Double vs Single Bond Stability
Name: Bushra A.
Why is a double bond more stable than a single bond? It is strange that in
organic compounds the compounds having double or triple bonds are less stable or strong
than those having single bond?
Bond strength and stability are not the same thing. If you will check the bond
dissociation energies listed in your text, you will find that the C to C triple bond
is stronger than the C to C double bond -- and it is in turn stronger than the C to C
single bond. However, the triple bond represents a region of greater inter-atomic
electron density than that of the double bond who's electron density is likewise greater
than that of a single bond. This means that the electrons binding multiple bonded atoms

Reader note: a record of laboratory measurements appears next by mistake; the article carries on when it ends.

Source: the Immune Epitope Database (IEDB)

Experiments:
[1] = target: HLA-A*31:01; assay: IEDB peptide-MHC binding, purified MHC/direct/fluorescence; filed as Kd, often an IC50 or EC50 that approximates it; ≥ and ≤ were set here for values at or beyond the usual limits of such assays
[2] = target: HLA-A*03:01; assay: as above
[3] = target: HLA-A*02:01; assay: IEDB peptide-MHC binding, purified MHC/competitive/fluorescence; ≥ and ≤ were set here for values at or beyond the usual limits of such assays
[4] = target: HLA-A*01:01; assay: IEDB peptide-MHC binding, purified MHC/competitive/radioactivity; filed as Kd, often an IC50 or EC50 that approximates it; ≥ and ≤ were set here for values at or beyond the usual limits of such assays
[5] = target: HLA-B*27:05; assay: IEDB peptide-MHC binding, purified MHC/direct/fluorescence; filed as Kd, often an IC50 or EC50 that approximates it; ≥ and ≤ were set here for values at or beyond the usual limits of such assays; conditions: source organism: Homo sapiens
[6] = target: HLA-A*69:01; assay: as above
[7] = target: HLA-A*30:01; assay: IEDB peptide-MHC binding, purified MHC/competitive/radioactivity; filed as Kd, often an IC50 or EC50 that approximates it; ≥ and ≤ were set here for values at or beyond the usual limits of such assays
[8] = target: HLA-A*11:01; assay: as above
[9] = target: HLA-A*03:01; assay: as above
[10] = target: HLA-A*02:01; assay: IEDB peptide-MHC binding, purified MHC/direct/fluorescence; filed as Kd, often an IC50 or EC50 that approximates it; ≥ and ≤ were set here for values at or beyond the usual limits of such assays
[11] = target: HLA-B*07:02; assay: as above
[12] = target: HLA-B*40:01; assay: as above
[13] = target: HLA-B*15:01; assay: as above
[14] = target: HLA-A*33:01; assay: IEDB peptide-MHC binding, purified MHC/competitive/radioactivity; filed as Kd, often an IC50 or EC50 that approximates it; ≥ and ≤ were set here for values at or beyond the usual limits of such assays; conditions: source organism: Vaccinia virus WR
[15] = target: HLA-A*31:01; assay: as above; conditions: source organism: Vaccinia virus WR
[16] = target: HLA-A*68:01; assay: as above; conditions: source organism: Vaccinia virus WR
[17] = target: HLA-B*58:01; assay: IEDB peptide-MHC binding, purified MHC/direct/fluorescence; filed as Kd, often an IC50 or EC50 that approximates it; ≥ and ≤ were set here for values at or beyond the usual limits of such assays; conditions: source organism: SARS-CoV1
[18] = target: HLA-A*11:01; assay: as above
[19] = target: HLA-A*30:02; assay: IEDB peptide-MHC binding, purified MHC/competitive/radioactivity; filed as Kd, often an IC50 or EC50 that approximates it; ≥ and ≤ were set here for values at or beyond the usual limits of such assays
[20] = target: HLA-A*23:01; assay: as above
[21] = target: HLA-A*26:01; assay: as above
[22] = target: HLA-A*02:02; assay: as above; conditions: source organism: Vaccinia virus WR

are more vulnerable to attack by electron-seeking species. Attack by an elecrtophile is
a very different process than that of simply pulling the atoms apart -- dissociation.
You have to distinguish "bond strength" and "reactivity". They are not the same thing. The
bond strengths in HC=-CH triple bond, H2C=CH2 double bond compared to a H3C-CH3 single
bond (230 kcal/mol, 172 kcal/mol, 88 kcal/mol) is approximately in the ratio of 3~ 2~ 1.
This refers to the cleavage of the respective carbon-to-carbon bonds.
This is in contrast to the reactivity of the respective bond types to such
reaction as the addition of Cl2, or H2, or some other reactants. The reactivity
of double bonds and triple bonds is much greater than the reactivity of a single
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Update: June 2012